The official host of this week’s stop on the PGA Tour is none other than Eldrick Woods.
The man who used to play like a Tiger and still calls himself by that name, is glad-handing everyone this week at the Robert Trent Jones Golf Club outside of Washington, D.C.
It’s called the Quicken Loans National and maybe this is as good a time as any to review the 2015 performance of Woods.
To date, Woods has played in eight events. He’s missed three cuts, withdrew from one, tied for 17th at the Masters, tied for 32 at Greenbrier, tied for 69th at the Players and was 71st at the Memorial. He’s won a paltry $225,198. He’s 197th in the FedEx Cup standings and he’s now 266th in the world rankings.
Perhaps it is time to ask if the Tiger Woods-Chris Como experiment is a massive failure?
Woods hired Como as his new swing coach in November of last year at the recommendation of his pal, Notah Begay.
Once you’ve achieved an advanced understanding of the game, and surely Woods has with 14 major championships, it shouldn’t be that hard to figure out what’s gone wrong.
With Woods, however, things have only gotten worse as time has passed. After great success with Butch Harmon and good success with Hank Haney, he moved on to Sean Foley. Woods stayed with Sean Foley for four years then walked away.
So how long will he stick with Como?
It became painfully evident in the Open Championship that Woods cannot hit the most standard of golf shots. He began the tournament by chunking an iron off the first tee. No big deal, not a demanding tee shot, he still had a wedge into a hole that offers little to think about. What happened next was a chunked wedge shot into the Swilcan Burn. Seriously?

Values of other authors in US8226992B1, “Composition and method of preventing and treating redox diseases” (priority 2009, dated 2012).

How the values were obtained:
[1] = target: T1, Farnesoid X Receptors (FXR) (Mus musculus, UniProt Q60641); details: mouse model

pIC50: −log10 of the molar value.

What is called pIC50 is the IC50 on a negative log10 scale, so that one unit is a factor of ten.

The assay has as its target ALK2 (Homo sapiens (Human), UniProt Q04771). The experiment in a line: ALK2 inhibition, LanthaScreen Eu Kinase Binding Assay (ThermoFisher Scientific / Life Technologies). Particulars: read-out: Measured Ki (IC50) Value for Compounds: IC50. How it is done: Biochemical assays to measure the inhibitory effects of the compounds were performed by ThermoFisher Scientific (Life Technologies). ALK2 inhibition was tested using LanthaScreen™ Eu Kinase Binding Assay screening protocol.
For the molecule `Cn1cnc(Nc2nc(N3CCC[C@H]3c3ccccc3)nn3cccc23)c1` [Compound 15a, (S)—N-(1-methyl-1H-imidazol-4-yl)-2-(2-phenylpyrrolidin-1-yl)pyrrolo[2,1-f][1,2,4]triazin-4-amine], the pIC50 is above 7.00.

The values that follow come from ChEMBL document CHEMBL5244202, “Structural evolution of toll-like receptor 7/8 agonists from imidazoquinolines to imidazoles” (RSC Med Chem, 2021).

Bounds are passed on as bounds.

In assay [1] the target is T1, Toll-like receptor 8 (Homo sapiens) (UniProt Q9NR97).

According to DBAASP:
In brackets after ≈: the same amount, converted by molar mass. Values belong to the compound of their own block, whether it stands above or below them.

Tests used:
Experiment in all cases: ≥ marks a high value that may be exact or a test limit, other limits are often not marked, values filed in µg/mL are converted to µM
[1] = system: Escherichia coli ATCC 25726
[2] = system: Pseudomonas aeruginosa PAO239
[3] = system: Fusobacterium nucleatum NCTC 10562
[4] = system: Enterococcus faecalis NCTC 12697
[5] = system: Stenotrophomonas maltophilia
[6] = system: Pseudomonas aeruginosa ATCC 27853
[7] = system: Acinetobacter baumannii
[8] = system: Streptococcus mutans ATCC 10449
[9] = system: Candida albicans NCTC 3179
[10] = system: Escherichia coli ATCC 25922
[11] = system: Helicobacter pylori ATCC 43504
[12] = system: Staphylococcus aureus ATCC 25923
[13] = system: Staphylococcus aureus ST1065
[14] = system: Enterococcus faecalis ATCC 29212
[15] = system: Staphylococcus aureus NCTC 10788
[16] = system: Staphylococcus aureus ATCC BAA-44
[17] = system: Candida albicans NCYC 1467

Woods looked lost over the next 35 holes and missed the cut in a major for the second time in a row, the first such lapse in his storied career.
Which begs the question: how long will this continue?
Unless he wins his event this week, he will remain ineligible for the WGC championships and next week is the Bridgestone at Firestone, a course he has owned in the past. The PGA Championship follows.
Another dilemma for the PGA Tour is that right now, Woods isn’t even eligible for the FedEx Cup playoffs, the season-ending series that gives meaning to the final month(s) of the PGA Tour.
That can’t be sitting too well with the higher-ups in Jacksonville Beach.
Can’t be sitting too well with Woods, either.
How long will the Chris Como experiment continue?
It is still an experiment.
Woods looks lost, and that’s a compliment, if you think back about the things Paul Azinger and Curtis Strange said about him during ESPN’s Open Championship coverage.
Right now, Tiger Woods is nothing more than a field player.
Will he change that this week?
Not sure anyone is willing to bet on it.